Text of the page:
The search for Dorner can be likened to a hunt for a single insurgent within a civilian area. The best approach is to come with a cohesive unit which has trained together in the tactics of this type of operation. A S.W.A.T. unit is likely the best fit in the domestic civilian setting. If San Bernardino doesn’t have an appropriate unit of their own available then they request to borrow a S.W.A.T. from another agency. The S.W.A.T. leader is given command of the immedeate operation and everybody else is ordered to stand back and away, prepared to lend assistance if requested.

    The S.W.A.T. commander will match the positioning and tasks of his team members to best fit the scenario. More than that creates a counterproductive and unnecessarily dangerous situation.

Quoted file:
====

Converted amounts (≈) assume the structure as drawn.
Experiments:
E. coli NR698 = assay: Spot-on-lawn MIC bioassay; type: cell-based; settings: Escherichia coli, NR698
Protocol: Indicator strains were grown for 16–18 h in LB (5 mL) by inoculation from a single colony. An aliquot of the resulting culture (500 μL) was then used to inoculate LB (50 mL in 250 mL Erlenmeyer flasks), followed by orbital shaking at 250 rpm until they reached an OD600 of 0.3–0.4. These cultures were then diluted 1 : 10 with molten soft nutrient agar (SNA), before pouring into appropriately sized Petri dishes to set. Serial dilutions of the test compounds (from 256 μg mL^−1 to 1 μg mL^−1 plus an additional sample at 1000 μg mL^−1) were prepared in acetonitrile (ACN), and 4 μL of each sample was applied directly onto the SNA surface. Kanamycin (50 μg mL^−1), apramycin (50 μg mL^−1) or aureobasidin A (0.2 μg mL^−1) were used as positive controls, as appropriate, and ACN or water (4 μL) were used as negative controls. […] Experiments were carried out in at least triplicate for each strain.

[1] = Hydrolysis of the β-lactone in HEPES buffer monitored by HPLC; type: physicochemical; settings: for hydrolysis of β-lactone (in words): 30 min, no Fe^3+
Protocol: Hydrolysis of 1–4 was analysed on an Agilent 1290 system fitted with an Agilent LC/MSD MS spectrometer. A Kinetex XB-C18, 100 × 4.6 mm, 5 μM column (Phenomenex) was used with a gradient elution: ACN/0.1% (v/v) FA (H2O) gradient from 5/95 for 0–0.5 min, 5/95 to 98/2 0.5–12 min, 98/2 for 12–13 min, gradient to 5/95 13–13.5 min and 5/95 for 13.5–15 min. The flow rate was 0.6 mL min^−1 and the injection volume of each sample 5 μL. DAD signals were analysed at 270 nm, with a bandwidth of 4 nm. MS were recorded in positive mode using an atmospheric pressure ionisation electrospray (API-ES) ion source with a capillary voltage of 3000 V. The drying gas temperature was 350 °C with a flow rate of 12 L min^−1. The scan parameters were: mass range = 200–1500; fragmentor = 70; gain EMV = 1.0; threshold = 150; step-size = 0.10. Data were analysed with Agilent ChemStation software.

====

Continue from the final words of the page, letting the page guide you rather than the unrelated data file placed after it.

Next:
3. A determination of “friendly fire” eventually leads down the road of civil litigation against SB County Sheriff. That opens the door to a potential high dollar damage payout for negligence in the sheriff’s management of the operation as a contributing factor in the death of Detective MacCay.

    In fact, regardless of whether Detective MacCay was killed by Dormer or by “friendly fire”, San Bernardino County is likely to face a civil claim from the survivors of Detective MacCay. The survivors will question whether Detective MacCay should have been assigned to the front lines in Big Bear in the first place. Was MacCay’s current state of training and proficiency properly matched to his assignment in the Dormer operation? Were the other deputies in Big Bear the best match available for the task and was there a clear line of command and communication in place given the circumstances??